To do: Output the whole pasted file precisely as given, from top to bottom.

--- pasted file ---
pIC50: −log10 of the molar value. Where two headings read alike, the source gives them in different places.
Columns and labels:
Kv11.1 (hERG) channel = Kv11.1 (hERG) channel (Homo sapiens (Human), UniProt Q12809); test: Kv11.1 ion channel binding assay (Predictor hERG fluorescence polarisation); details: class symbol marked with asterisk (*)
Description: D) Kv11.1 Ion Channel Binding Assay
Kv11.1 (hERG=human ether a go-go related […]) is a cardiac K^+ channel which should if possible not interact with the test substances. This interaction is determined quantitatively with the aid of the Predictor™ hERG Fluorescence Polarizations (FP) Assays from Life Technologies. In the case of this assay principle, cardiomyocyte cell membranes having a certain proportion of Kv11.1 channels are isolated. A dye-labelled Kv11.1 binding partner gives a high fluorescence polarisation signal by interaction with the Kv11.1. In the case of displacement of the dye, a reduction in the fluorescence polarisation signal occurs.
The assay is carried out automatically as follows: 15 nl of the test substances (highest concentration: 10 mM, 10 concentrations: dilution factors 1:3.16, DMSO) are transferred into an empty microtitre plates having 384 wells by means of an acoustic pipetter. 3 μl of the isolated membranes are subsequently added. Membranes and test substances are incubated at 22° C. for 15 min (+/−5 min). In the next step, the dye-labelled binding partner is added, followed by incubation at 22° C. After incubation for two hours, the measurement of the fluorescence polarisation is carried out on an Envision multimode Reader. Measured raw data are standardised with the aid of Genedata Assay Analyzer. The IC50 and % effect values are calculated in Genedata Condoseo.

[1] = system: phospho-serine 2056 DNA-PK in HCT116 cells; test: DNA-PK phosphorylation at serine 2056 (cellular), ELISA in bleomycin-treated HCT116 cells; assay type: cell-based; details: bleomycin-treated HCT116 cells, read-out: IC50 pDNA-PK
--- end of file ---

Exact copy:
pIC50: −log10 of the molar value. Where two headings read alike, the source gives them in different places.
Columns and labels:
Kv11.1 (hERG) channel = Kv11.1 (hERG) channel (Homo sapiens (Human), UniProt Q12809); test: Kv11.1 ion channel binding assay (Predictor hERG fluorescence polarisation); details: class symbol marked with asterisk (*)
Description: D) Kv11.1 Ion Channel Binding Assay
Kv11.1 (hERG=human ether a go-go related […]) is a cardiac K^+ channel which should if possible not interact with the test substances. This interaction is determined quantitatively with the aid of the Predictor™ hERG Fluorescence Polarizations (FP) Assays from Life Technologies. In the case of this assay principle, cardiomyocyte cell membranes having a certain proportion of Kv11.1 channels are isolated. A dye-labelled Kv11.1 binding partner gives a high fluorescence polarisation signal by interaction with the Kv11.1. In the case of displacement of the dye, a reduction in the fluorescence polarisation signal occurs.
The assay is carried out automatically as follows: 15 nl of the test substances (highest concentration: 10 mM, 10 concentrations: dilution factors 1:3.16, DMSO) are transferred into an empty microtitre plates having 384 wells by means of an acoustic pipetter. 3 μl of the isolated membranes are subsequently added. Membranes and test substances are incubated at 22° C. for 15 min (+/−5 min). In the next step, the dye-labelled binding partner is added, followed by incubation at 22° C. After incubation for two hours, the measurement of the fluorescence polarisation is carried out on an Envision multimode Reader. Measured raw data are standardised with the aid of Genedata Assay Analyzer. The IC50 and % effect values are calculated in Genedata Condoseo.

[1] = system: phospho-serine 2056 DNA-PK in HCT116 cells; test: DNA-PK phosphorylation at serine 2056 (cellular), ELISA in bleomycin-treated HCT116 cells; assay type: cell-based; details: bleomycin-treated HCT116 cells, read-out: IC50 pDNA-PK